Dispatch from the Major UN Summit Last Week

Karl H Christ
3 min readDec 18, 2023

POCK 28, the annual international summit on the Prevention of Child Killing, held this past week in the world’s largest candy, knives, and arsenic factory, received mixed reactions from the global community. There was controversy from the start, in part due to the choice of venue, itself the site of the regular mass slaughter of children, but also because the president of the summit and the proprietor of said venue, is in fact publicly known to be an unabashed professional mass-murderer of children. Some critics expressed concern that this made him an unusual choice to lead the conference, given his reputation as a proud profiteer of the murdering of children. To his credit, he put those concerns to rest by saying that just because his livelihood is dependent on the very thing that world leaders were meeting to prevent, he’d not let that get in the way of the summit’s purpose. He also pointed out that as a prolific child-murderer, who better to give their expert perspective on the murder of children and thus give insights on how to prevent it?

Some further controversy was stirred when the summit president made the claim that there was no scientific connection between the slaughtering of children for pleasure and commercial profit and recorded rates of children having gone missing and presumed murdered. This disregard for demonstrated facts and basic rationality wasn’t enough to lead to the president’s ouster or derail the summit, however. The nations of the world were, ultimately, able to draft a plan for addressing the problem.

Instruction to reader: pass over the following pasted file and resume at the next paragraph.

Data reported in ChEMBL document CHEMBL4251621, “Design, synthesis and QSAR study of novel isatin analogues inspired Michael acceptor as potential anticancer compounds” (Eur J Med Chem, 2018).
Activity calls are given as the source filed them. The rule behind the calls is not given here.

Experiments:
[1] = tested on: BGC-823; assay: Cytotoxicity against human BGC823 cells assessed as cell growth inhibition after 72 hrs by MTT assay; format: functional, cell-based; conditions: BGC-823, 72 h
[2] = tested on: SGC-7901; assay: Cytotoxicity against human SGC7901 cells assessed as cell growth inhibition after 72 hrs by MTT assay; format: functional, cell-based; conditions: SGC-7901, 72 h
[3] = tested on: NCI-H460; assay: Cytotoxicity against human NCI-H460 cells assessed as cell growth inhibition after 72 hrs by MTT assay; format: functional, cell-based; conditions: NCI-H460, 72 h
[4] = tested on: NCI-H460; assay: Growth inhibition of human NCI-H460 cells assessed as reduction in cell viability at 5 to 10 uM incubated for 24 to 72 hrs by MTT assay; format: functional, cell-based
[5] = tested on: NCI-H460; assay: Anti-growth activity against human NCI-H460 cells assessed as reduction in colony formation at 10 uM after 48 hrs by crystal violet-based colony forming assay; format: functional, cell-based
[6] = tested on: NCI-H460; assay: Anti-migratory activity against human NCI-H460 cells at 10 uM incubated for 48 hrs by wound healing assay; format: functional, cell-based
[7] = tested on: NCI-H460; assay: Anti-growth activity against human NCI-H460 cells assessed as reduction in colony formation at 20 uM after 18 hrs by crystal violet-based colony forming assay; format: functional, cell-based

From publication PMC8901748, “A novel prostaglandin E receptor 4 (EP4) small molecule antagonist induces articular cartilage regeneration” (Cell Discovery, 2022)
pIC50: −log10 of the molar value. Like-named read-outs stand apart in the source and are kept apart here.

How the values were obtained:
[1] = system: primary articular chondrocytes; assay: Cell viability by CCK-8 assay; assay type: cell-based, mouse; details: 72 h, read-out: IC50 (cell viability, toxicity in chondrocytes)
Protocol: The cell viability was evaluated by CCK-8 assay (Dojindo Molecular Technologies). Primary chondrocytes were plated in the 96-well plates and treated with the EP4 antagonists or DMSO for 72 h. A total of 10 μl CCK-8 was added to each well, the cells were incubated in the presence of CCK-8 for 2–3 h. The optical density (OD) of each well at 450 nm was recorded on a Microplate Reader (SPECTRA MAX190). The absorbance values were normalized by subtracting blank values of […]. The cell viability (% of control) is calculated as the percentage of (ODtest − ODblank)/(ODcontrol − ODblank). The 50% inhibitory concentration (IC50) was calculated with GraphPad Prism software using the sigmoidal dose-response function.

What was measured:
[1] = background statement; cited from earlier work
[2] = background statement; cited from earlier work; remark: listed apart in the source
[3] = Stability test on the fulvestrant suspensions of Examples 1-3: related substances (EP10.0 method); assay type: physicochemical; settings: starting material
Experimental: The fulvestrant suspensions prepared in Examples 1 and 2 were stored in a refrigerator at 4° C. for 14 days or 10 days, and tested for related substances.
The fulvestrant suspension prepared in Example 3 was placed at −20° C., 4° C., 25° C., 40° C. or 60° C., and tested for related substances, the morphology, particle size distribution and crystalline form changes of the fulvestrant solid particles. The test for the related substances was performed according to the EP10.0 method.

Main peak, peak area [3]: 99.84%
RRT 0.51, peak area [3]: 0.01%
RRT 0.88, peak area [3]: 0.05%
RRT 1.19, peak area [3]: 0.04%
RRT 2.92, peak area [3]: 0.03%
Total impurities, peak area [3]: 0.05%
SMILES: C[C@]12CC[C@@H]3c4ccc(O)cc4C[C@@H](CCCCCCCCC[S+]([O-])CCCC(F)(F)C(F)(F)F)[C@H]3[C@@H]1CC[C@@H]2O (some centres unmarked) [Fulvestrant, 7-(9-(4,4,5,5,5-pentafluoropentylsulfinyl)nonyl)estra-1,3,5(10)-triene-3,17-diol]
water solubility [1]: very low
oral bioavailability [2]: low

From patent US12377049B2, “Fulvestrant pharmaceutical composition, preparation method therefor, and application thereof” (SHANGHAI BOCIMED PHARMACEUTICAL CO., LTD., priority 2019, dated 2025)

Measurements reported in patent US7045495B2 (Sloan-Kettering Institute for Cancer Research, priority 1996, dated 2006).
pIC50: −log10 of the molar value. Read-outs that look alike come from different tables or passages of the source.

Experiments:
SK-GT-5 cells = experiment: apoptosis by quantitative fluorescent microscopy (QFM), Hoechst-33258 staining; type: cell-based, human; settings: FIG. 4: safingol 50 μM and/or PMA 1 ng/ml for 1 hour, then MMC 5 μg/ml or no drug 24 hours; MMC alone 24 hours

There was, unfortunately, some consternation with that initial plan. Despite the purported intention of preventing the murder of children, the draft proposal did not in fact include those words or present concrete plans for their specific prevention. The draft had some inventive notions for dealing with the issue, such as using new forms of measurement which will make it appear that fewer children are being murdered, as well as constructing towers that emit a specific radio frequency which reduces the inclination of a person predisposed to murdering children from doing so, or at least not doing so quite as much as they’d enjoy. Though the proposed technology does not yet exist, it is promising, in the sense that its promoters promise that if it did work it would work relatively well. There was also the proposal of selling credits which allow purchasers to kill children without guilt, consequence, or any record of said killings having occurred. This proposal was very popular with wealthy nations whose economies are largely dependent on murdering children, but less fortunate nations felt left behind. Not only do they not have the funds to buy these credits in desired quantities, centuries of exploitation by wealthier nations have left them with less stock of children to murder themselves.

In the end, a compromise was reached. It wasn’t the solution everyone was hoping for, but it was progress. The nations of the world agreed that they would “make efforts to start reducing the number of children that they murder.” Granted, there won’t be a system of accountability to ensure that they follow through on this intent. It’s more of a gentlemen’s agreement, between gentlemen whose existence revolves largely around the murdering of children, agreeing that they’ll try to cut back a bit. But, we are told, it was the best we could ask for. After all, they concluded, it was unreasonable for the people of the world, let alone children, to expect them to actually stop murdering children en masse. We are lucky that they have agreed to say that they will think about trying to make an effort to murder fewer children.